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Wednesday, August 07, 2002
It appears to be official now, if it wasn't already. The Washington Post is reporting that Saudi Arabia won't allow an attack on Iraq from its soil.

Saudi Arabia has made clear to Washington – publicly and privately – that the U.S. military will not be allowed to use the kingdom's soil in any way for an attack on Iraq, Foreign Minister Prince Saud said Wednesday.

We had plenty of warning on the Saudi position. That's why we moved, as reported on July 29:

The Saudis believe that the U.S. won't try to go to war without them. But in the war rooms inside the Pentagon and at Central Command in Tampa, Fla., military strategists no longer think the U.S. needs the Saudis to dislodge Saddam. Strategists say a war against Iraq would require as many as 200,000 troops, with forces launching from Kuwait, Turkey and the smaller gulf emirates, reinforced by a massive U.S. Navy and Marine presence. The U.S. already has 10,000 Army troops at Kuwait's Camp Doha, where the Pentagon has stored tanks and other weapons. Some 3,000 U.S. troops man the al-Udeid air base in Qatar, just across the gulf from Iraq. The military has added new runways to a 15,000-ft.-long airstrip that is big enough to serve as the backup landing area for the space shuttle. General John Jumper, Air Force chief of staff, says the military is upgrading al-Udeid for use as a command-and-control center if the Saudis put CAOC [Note: Combined Air Operations Center, a U.S.-built facility at the Prince Sultan base] off-limits.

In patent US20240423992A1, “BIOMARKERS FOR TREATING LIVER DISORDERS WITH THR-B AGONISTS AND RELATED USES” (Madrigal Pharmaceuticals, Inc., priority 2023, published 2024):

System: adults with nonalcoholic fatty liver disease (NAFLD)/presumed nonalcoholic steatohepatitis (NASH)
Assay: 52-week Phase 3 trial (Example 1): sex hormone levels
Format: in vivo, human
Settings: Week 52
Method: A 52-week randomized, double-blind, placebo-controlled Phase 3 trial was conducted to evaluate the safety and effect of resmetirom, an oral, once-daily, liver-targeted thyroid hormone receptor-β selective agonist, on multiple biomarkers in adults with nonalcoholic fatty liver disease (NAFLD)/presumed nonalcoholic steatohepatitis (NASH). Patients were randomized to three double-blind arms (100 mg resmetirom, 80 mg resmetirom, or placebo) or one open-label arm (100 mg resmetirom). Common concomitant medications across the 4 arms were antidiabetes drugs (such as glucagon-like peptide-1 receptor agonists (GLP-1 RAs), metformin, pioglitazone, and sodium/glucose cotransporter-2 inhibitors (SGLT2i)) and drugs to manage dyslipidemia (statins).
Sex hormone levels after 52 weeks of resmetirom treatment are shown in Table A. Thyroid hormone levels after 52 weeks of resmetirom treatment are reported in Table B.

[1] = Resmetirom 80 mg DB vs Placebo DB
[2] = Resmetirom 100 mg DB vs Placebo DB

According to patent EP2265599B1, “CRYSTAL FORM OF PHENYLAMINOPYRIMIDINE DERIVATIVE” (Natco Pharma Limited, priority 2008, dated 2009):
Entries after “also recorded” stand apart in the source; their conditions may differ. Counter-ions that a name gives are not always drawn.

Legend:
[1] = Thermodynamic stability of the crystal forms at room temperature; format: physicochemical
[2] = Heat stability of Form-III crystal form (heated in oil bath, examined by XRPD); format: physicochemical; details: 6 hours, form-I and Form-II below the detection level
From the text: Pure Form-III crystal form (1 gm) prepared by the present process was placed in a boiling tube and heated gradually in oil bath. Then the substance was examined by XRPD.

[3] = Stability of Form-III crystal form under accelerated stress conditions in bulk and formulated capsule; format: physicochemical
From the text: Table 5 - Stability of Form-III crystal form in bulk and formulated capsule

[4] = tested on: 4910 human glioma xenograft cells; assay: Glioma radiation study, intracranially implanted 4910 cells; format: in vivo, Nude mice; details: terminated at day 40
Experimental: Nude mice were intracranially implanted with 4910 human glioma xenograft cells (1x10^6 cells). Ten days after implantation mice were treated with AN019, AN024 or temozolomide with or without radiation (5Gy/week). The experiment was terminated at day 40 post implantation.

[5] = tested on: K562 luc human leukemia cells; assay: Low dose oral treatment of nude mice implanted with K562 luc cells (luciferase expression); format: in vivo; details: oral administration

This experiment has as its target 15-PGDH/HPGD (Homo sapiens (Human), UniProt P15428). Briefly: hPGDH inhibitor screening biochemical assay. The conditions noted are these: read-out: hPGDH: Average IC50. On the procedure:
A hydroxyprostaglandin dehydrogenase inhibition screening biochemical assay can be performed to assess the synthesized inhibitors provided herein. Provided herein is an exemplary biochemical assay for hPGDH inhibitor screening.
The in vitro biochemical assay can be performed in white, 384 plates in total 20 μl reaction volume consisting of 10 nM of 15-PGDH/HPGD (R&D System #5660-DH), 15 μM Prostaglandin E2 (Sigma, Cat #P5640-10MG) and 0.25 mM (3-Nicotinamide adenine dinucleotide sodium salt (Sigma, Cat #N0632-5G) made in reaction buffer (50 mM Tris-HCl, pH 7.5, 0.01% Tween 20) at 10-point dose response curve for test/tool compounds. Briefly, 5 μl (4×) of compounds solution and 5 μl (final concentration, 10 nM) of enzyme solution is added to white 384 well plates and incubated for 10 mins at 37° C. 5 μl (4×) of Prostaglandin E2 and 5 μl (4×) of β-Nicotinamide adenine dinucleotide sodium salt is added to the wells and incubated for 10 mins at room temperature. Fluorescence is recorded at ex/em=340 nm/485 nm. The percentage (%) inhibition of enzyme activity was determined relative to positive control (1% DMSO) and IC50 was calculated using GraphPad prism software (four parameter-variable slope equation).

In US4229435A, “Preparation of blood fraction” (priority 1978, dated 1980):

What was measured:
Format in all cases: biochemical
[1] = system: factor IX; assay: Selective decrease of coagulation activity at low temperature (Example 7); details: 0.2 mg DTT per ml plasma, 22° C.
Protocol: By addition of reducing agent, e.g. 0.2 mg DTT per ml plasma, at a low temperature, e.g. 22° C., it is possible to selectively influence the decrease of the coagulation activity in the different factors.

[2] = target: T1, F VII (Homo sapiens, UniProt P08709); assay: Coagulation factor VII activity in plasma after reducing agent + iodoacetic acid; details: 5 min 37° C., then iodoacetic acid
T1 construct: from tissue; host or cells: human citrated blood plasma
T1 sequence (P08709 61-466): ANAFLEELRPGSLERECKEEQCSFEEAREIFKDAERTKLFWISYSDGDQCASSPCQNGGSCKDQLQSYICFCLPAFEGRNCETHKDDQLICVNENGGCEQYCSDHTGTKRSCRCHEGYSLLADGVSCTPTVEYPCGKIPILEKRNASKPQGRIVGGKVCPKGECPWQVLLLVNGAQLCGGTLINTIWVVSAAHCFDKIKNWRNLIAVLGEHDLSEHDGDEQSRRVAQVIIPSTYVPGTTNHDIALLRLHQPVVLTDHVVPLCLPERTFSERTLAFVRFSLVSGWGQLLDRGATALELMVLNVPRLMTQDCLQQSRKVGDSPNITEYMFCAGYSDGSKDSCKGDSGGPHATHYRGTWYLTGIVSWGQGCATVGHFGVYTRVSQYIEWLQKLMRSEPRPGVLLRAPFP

That leaves the question of what becomes of our facility at the Prince Sultan base when the US attack is launched from the sea, Kuwait, Turkey and elsewhere, and coordinated from Qatar. The attack might well cause the house of Saud to be replaced with a fundamentalist regime willing to oppose us militarily (whether by conventional means or otherwise). I wouldn't consider that such a terrible thing since it merely formalizes what is actually happening now (see this report), but I sure as hell don't want our "newly minted" opponents them to inherit a state of the art facility with which to harass and interdict our forces and gather intelligence on those forces. Even if, as Den Beste persuasively argues, the successors to the current Saudi regime will be weaker than the present one, there is certainly no upside to providing them with additional means to oppose us.

Oh, and I love the part of the Saudi announcement saying that they don't mind continuing (from their sacred soil) the part of the operations designed to protect them:

Saudi Arabia has no objections to the United States continuing its decade-old monitoring of Iraqi skies from the U.S. air control center in the kingdom, Saud said.

These guys are the greatest pals we ever had.
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